Le Monde Diplomatique (Global)
Le Diplo is an outstanding monthly newspaper providing elaborate opinion and solid analysis of culture and politics. With its in-depth articles written by excellent journalists and scholars, Le Monde Diplomatique provides a great resource for left-liberal citizens and offers a critical view upon the dominant power structures. Furthermore, Le Diplo is working to emerge as a global newspaper, being available in more than 25 languages and published in 72 different editions, of which 46 are print editions with a total of 2.4 million copies, as well as 26 electronic editions.
McSweeney's San Francisco Panorama
A prototype for a high quality paper for the larger urban areas with a sufficient audience of hipsters, creative industry, and highly educated people, this large-format magazine provides sophisticated, well-reswearched journalism on a variety of issues. Instead of the usual cooking section, this magazine provides a great article on
road kill meat recipes and a detailed description on how to bone and barbeque a lamb. The quality of large paper formats is emphasized in nicely shot posters and pages so well designed that you might want to hang them on your wall. McSweeney's San Francisco Panorama started out as an experiment to prove that it is still possible to market a quality paper and earn a profit. Making this process transparent, the paper lists the complete production cost. It would be very welcome indeed if a media entrepreneur could start a similar magazine for the European hipsters who are oscillating between the various large cities from London over Amsterdam to Berlin.
Alessandro Ludovico likes to call himself a dedicated paper guy who enjoys the tactile experience of reading a print magazine as much as designing and editing one. Neural, a quarterly publication, provides the contemporary screenager off screen with news on hacktivism, media art, electronic music and well written articles on various issues of digital culture. Deliberately published on paper, Neural is a great example that an online version does not replace the traditional paper. Sitting in a train or on a terrace and browsing through the magazine, the reading experience is very different from visiting the also excellent Neural website. On the website the choice of articles to read is far more deliberate than the accidental stumbling upon a piece on a weird art show in the paper version.
Dummy Magazine (GER)
The German magazine Dummy appears monthly and revolves each month around one main topic, such as Nuclear Energy, Love, Speed, Crime, etc. Articles are well researched and excellently written and accompanied by great photo art. From every page Dummy radiates that they just do not care what the marketing people say about media. The Dummy team seems to produce the paper they would love to find in a store but that none of the lame media producers has been able to accomplish.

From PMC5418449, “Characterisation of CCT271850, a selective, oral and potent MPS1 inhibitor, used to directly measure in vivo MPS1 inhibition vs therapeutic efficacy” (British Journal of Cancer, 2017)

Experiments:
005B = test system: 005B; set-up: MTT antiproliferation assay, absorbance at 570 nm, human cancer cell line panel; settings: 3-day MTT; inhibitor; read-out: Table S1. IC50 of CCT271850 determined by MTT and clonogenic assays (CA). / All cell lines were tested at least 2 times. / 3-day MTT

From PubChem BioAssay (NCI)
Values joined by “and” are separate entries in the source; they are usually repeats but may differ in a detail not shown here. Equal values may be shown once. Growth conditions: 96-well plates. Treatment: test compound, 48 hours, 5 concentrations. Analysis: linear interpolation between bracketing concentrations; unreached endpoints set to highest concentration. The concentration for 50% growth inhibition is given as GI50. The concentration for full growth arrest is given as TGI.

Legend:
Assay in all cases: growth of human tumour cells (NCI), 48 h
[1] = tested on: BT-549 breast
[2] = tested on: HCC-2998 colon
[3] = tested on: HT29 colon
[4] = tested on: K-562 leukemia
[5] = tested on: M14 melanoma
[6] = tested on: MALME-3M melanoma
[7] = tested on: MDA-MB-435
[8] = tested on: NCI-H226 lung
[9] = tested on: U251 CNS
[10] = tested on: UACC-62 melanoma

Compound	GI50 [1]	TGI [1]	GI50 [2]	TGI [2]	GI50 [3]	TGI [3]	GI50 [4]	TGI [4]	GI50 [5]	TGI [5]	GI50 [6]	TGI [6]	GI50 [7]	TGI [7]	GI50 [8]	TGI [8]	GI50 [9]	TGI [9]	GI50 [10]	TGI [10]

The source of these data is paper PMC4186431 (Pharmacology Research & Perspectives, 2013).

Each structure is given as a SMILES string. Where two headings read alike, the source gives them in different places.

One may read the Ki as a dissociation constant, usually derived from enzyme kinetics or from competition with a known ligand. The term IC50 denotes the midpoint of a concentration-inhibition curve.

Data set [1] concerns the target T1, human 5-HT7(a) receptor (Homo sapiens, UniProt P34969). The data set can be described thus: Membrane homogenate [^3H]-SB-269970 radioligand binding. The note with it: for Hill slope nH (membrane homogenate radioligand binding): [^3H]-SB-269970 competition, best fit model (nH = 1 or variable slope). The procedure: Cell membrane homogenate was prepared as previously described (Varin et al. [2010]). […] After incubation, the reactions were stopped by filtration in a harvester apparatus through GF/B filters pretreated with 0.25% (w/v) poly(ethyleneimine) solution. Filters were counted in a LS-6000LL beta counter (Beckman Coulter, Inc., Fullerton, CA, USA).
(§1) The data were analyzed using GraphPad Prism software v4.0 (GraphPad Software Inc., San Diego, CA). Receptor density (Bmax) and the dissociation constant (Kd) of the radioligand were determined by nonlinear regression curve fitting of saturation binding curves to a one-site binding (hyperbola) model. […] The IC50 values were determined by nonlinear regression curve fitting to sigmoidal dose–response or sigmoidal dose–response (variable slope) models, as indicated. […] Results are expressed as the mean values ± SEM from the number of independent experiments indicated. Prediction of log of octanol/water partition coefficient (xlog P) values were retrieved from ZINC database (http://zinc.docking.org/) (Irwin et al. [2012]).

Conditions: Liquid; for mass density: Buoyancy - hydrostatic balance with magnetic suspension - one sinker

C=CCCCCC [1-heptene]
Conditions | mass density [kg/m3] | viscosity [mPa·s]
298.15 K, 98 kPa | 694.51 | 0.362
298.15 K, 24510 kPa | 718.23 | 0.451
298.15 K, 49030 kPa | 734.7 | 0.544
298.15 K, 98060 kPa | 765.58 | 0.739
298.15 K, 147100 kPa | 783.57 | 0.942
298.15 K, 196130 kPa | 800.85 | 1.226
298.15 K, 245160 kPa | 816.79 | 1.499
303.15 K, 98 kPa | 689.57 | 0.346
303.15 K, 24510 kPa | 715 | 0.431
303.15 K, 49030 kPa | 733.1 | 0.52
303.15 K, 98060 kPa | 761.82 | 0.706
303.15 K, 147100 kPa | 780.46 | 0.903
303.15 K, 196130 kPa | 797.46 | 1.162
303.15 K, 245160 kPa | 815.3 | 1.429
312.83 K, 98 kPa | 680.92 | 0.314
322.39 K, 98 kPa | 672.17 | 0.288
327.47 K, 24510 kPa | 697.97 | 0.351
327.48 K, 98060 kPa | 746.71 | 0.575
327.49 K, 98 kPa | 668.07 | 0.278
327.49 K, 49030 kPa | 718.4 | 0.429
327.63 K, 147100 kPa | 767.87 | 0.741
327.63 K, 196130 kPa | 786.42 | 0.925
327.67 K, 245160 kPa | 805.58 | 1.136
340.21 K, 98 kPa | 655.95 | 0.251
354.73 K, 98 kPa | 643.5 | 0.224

De Pers (NL)
The Dutch daily free paper De Pers is an idealistic venture of brave journalists and even braver entrepreneurs. It holds only a small market share against the two major free papers, Spits! and Metro, which pour their utterly cheap content on the busy and distracted public transport passengers. As a daily paper, De Pers makes a difference and provides the interested audience with intelligent articles on current events, national and foreign affairs, and everything else dailies usually cover. But De Pers does it according to its slogan, "Gratis, maar niet goedkoop" - Free, but not cheap. If the educational system continues in its decline the emerging idiocracy will make a quick end to this astonishing project. As an optimist I wish that Enlightenment will continue to spread and more students and maybe even some totally bored office people might increasingly choose the smarter free paper to spice up their daily train travels.
The Medium is the Message
The above-mentioned papers are standing out from the daily torrent of cheap, over-advertised free papers and glossy magazines promoting yet again the most boring fashion and faces. These papers show proper craftsmanship in testing the paper medium to its limits and holding on to uncompromising quality journalism and aesthetic ideals. In my opinion many magazines and newspapers struggle precisely because they lack these qualities. Copy-and-paste from news agencies does not replace journalism but rather turns newspapers into boring and predictable containers for meaningless content. Not taking the media-specific aspects seriously is another problem. When media corporations want to differentiate from competitors they should remember McLuhan's best-known one-liner: The Medium is the Message. If a newspaper can in fact be easily replaced by the average press agency news feed, somebody did not properly think about both content and medium specific aspects. Those papers deserve nothing else than to vanish into oblivion. The others will hopefully find sufficient readers to stay in business and continue with publishing innovative and high quality print papers.
Date July 2010
While the new materiality of digitized media content has radically challenged the music and film industry, the publishing industry seemed to feel comfortable neglecting the changing reality of the media business. But then major news papers blamed their decreasing revenues on freely accessible web content, and paint a dark picture of a future lacking proper journalism and diverse media, most ominously, the vanishing of printed papers and magazines. Time for a reality check: It appears that there is not only a demand for print but there are also smart publishers producing innovative print products.